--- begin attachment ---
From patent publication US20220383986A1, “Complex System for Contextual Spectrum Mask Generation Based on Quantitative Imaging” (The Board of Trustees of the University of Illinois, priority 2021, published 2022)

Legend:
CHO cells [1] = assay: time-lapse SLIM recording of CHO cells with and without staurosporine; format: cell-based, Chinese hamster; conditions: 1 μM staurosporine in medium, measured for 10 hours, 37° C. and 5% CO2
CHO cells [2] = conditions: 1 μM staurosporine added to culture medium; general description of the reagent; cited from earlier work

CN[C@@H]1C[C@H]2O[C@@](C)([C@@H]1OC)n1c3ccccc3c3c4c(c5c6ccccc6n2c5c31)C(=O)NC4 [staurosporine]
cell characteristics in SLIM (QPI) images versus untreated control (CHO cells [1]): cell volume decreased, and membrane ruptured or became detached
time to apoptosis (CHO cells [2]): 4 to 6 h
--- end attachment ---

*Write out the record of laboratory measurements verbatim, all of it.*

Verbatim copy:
From patent publication US20220383986A1, “Complex System for Contextual Spectrum Mask Generation Based on Quantitative Imaging” (The Board of Trustees of the University of Illinois, priority 2021, published 2022)

Legend:
CHO cells [1] = assay: time-lapse SLIM recording of CHO cells with and without staurosporine; format: cell-based, Chinese hamster; conditions: 1 μM staurosporine in medium, measured for 10 hours, 37° C. and 5% CO2
CHO cells [2] = conditions: 1 μM staurosporine added to culture medium; general description of the reagent; cited from earlier work

CN[C@@H]1C[C@H]2O[C@@](C)([C@@H]1OC)n1c3ccccc3c3c4c(c5c6ccccc6n2c5c31)C(=O)NC4 [staurosporine]
cell characteristics in SLIM (QPI) images versus untreated control (CHO cells [1]): cell volume decreased, and membrane ruptured or became detached
time to apoptosis (CHO cells [2]): 4 to 6 h